Because of left-wing outrage and media obsession, the nation has focused on whether the Trump campaign colluded with Russians to influence the American election. In the hype and hysteria, we have been distracted from an obvious issue. If, as the Obama administration claimed, the Russians merely wanted to undermine American trust in the democratic process, would not they work both sides against each other? It is looking more and more like that may be the case.
To understand the tangled details around Donald Trump, Jr.‘s meeting with Russian lawyer Natalia Veselnitskaya, we first have to examine the Magnitsky Act. That act was named for Sergei Magnitsky, a Russian lawyer who exposed massive tax fraud in Russia at the government level. For that exposure, the Russian government arrested Magnitsky, tortured him, and left him to die in jail. The international outrage was overwhelming and a bipartisan group in Congress passed the Magnitsky Act.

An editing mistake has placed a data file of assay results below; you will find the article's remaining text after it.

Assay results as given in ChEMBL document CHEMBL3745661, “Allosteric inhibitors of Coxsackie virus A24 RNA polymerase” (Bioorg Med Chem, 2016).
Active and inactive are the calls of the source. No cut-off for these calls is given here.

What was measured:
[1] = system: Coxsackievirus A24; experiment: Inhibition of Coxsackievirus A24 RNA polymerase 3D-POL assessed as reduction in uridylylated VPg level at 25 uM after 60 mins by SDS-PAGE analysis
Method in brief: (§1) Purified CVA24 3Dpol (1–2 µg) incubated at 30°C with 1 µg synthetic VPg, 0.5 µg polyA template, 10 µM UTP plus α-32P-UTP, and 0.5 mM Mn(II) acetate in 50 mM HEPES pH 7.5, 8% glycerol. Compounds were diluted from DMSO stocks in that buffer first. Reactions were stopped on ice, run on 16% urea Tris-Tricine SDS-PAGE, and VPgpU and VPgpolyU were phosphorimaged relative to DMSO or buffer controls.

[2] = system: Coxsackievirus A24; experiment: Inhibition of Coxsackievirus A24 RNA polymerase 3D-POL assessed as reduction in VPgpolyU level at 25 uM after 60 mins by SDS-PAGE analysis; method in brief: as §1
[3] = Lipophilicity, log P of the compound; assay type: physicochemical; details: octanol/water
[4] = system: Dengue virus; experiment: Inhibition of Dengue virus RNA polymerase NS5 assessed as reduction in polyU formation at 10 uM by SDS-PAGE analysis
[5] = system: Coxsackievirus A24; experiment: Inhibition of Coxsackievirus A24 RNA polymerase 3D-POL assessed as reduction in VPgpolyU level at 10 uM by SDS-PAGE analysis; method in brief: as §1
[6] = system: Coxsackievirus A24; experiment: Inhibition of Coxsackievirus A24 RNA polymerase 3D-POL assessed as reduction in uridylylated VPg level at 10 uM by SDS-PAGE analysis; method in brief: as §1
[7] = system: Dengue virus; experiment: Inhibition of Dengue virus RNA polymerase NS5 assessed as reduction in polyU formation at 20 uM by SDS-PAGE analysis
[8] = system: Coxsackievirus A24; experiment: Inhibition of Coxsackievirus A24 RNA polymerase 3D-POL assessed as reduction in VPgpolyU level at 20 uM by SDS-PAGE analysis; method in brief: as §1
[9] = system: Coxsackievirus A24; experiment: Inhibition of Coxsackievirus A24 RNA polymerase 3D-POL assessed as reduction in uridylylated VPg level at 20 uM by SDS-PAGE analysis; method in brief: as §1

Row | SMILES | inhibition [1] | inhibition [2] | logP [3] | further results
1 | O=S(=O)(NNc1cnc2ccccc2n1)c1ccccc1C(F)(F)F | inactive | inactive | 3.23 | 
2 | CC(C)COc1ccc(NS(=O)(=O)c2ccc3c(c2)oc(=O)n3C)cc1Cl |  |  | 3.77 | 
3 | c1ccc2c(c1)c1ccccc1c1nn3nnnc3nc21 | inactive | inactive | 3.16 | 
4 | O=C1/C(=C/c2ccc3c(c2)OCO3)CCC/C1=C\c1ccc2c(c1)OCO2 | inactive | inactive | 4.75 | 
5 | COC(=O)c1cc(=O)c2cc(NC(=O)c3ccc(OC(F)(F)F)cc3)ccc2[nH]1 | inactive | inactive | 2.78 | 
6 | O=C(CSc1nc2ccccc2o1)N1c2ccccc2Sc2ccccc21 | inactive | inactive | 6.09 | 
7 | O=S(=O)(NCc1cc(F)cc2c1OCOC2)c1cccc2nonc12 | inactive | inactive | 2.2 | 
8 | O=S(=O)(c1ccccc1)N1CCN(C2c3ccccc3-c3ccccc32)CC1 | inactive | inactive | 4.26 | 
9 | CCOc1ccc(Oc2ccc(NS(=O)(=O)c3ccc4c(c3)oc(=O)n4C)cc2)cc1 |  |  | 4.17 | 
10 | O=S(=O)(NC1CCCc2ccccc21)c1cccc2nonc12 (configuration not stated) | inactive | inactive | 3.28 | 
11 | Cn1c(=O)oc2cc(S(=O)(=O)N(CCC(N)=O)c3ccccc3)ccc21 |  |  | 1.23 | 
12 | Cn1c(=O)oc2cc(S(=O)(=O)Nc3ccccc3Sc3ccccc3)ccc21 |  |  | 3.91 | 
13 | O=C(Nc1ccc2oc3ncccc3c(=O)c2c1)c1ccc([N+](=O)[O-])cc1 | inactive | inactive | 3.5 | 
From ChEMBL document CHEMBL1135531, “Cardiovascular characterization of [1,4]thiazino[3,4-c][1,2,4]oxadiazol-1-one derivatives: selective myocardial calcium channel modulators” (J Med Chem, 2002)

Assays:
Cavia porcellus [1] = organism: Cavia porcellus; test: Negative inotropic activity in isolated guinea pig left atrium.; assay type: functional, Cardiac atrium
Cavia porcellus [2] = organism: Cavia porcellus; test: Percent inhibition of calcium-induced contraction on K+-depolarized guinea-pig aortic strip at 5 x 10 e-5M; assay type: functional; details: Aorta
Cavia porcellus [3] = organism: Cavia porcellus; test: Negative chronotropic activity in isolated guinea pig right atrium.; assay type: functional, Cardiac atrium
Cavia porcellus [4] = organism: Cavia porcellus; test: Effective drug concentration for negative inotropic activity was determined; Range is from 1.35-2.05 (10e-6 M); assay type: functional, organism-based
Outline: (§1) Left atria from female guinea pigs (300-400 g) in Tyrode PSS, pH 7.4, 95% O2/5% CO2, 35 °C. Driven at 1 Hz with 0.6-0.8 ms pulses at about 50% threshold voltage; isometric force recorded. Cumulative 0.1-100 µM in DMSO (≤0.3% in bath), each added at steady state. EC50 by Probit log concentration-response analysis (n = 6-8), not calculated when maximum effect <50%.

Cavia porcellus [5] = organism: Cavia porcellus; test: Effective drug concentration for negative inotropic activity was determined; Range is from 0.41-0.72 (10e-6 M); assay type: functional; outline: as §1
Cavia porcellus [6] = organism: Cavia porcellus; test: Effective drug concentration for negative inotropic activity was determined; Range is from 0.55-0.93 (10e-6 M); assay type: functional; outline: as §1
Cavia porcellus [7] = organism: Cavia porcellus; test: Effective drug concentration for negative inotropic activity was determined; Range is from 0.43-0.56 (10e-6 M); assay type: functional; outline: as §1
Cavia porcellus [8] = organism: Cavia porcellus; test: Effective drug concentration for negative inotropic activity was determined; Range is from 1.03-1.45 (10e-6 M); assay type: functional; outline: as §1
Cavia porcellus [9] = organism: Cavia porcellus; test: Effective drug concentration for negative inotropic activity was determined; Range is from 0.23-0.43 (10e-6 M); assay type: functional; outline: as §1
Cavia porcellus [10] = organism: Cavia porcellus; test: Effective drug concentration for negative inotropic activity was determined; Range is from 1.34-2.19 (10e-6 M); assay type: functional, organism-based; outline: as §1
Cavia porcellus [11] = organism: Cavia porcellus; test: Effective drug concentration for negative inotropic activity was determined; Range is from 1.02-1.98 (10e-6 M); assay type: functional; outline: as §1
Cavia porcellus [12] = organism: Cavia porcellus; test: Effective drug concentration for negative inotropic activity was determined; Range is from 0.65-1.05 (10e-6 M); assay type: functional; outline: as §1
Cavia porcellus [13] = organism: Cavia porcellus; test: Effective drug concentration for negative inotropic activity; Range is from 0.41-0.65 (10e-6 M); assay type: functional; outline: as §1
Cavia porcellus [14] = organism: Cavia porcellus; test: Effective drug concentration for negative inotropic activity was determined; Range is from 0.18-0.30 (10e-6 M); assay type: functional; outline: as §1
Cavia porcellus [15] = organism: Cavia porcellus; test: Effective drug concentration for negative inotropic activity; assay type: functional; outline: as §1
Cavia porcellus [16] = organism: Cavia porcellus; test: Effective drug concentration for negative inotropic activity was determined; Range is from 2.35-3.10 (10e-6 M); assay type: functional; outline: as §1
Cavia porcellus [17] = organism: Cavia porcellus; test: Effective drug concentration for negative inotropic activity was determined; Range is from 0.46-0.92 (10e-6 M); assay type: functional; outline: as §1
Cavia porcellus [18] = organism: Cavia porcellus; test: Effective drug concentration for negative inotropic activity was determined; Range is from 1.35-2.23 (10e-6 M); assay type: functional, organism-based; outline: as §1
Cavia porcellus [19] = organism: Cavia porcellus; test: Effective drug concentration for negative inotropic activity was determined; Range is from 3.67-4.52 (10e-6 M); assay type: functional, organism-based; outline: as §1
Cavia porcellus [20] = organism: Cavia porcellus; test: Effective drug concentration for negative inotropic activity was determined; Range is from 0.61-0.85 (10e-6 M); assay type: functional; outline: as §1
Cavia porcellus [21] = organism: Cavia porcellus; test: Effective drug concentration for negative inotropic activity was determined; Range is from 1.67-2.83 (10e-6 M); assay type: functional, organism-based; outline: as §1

The legislation allowed, in part, the Department of Justice to seize American assets of Russian oligarchs exposed by Magnitsky. The Russian company Prevezon Holdings had its assets seized. It set about hiring lawyers, political strategists, and others to get is money back. Prevezon made three very interesting hires.
Prevezon hired Natalia Veselnitskaya, the lawyer who subsequently met with Donald Trump, Jr.
Prevezon also hired Rinat Akhmetshin, described by Sen. Chuck Grassley (R-IA) as a former Soviet counterintelligence officer who specialized in disinformation and propaganda campaigns.
Akhmetshin also retained Veselnitskaya as lawyer for a third party group that claims to be a Human Rights group.
Prevezon and Akhmetshin also worked with a Democrat opposition research group called Fusion GPS.
Here is where the web starts to tangle..